Home / Climbing Mt. Whitney 20
After our family trip to Yosemite and Lake Tahoe we drove to Reno, NV, where I met up with Kurt Mensch while Fran, Rick and Alex flew back to Denver. Kurt and I drove down the eastern side of the Sierra Nevada to Lone Pine, CA, which is the starting point for climbing Mt. Whitney, at 14,497’ the highest point in the “Lower 48” (it’s higher than Mt. Elbert in Colorado by all of 64’). There are several ways up Whitney, ranging from a strenuous but non-technical hiking trail to steep climbs on the East face. We opted for the classic East Buttress route, a 5.7 first climbed in 1937 with all of two pitons. Actually it’s mostly 4th class with only a few sections of 5.7 climbing, but the rock is excellent and the position is spectacular.
Kurt and me at the Ranger Station in Lone Pine, CA. There’s an elaborate permit system for climbing Mt. Whitney, but the rangers were oddly uninformed about conditions on the mountain.
Kurt at Whitney Portal, the starting point for the approach to Whitney. The summit of Whitney is almost 11,000’ above Lone Pine, but fortunately one gains almost half that altitude in the drive from Lone Pine up to Whitney Portal.
Kurt hiking up the Ebersbacher Ledges – probably the route-finding crux of the ascent.
Kurt at Upper Boy Scout Lake.
Kurt at our camp beside Iceberg Lake, just beneath the East face of Whitney. Luckily there was some dry ground here. Most of the trail beyond Upper Boy Scout Lake was still under several feet of heavy, wet, snow, which made for arduous going in the afternoon sun. The right-hand spire in the background is Keeler Needle.
Looking across from our camp at Iceberg Lake to Mt. Russell.
The East face of Whitney at dawn. The East Buttress climb goes up the right-hand skyline, and the descent (the Mountaineers’ Route) goes down a gully to the right of that.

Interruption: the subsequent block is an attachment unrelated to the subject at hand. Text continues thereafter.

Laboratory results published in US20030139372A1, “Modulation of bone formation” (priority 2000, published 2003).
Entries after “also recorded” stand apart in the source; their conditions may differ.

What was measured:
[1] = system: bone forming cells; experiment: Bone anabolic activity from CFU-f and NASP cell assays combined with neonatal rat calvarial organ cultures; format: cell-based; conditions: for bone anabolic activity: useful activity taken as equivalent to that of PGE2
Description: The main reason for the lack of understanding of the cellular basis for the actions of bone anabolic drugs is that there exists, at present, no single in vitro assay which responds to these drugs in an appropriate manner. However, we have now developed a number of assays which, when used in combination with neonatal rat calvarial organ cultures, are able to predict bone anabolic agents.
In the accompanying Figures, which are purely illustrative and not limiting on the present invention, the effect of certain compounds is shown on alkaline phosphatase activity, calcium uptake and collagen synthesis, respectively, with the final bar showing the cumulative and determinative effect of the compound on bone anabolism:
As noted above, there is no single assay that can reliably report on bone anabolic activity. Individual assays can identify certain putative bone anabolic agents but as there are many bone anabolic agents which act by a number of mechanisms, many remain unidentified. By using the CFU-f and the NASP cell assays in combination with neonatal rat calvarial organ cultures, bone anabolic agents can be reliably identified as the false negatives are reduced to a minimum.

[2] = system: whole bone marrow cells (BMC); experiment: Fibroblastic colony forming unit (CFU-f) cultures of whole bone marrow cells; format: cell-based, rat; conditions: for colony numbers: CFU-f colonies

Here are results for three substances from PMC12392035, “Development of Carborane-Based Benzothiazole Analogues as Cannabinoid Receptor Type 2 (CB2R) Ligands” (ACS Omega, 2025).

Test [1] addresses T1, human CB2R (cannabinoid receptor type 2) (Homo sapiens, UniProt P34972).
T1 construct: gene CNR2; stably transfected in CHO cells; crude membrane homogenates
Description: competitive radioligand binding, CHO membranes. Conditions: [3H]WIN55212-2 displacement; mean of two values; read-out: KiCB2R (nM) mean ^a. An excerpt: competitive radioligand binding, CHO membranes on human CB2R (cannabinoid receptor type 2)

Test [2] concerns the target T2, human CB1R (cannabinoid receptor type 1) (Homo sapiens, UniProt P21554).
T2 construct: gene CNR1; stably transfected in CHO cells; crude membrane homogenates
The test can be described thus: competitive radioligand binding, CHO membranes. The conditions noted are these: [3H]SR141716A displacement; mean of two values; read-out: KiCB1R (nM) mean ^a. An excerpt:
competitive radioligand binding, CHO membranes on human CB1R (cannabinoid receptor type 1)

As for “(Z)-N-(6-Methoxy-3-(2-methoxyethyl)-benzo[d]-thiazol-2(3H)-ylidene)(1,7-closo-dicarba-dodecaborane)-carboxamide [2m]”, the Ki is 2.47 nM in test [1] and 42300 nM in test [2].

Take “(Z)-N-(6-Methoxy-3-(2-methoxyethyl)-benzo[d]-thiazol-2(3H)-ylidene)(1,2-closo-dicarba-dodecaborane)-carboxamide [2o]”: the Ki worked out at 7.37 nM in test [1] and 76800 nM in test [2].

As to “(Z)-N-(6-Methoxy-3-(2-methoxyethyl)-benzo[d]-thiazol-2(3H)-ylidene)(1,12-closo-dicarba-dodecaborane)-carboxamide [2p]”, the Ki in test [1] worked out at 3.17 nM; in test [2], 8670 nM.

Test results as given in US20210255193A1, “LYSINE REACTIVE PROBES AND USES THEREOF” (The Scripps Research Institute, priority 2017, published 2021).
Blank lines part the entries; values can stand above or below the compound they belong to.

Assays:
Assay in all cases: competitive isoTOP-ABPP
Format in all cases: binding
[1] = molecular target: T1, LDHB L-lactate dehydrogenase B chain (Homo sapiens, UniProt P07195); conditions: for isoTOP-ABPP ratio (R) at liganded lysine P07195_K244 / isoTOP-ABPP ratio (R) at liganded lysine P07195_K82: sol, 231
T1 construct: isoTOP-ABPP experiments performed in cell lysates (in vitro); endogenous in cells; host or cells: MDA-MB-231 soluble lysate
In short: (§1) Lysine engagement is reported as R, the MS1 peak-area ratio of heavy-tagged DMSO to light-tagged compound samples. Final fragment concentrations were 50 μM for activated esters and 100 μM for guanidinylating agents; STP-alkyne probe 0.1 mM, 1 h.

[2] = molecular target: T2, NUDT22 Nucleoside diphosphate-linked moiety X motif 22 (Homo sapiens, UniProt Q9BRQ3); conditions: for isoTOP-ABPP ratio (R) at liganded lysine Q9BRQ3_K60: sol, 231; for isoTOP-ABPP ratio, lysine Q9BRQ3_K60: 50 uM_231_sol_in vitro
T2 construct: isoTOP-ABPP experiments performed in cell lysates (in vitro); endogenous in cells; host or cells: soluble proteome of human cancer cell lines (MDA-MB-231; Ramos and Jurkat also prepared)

Kurt hiking up the slopes above camp on the approach to the East Buttress.
Martin leading one of the 5.7 sections on the East Buttress.
Kurt on the East Buttress.
Martin leading past the “Pee-Wee Buttress”.
Another view of Kurt on the East Buttress.
Kurt and Martin at the summit. Whitney is notorious for having a crowded summit, but it was completely deserted when we arrived – perhaps the snow on the trails kept everyone at home.
Just to prove we were really there – the official summit plaque.
By the time we got back to camp it was late afternoon and we’d had enough hiking through deep, soft snow, so we decided to spend another night at camp and hike out in the early morning when the snow was frozen. Here’s sunrise on Whitney as we were leaving.
Another look back at Whitney as we were hiking out.
Kurt on the hike down.
Martin at Lower Boy Scout Lake, the last of the snow now thankfully behind us.
Kurt back at Whitney Portal.
Martin back at Whitney Portal, ready for the long drive back to Denver.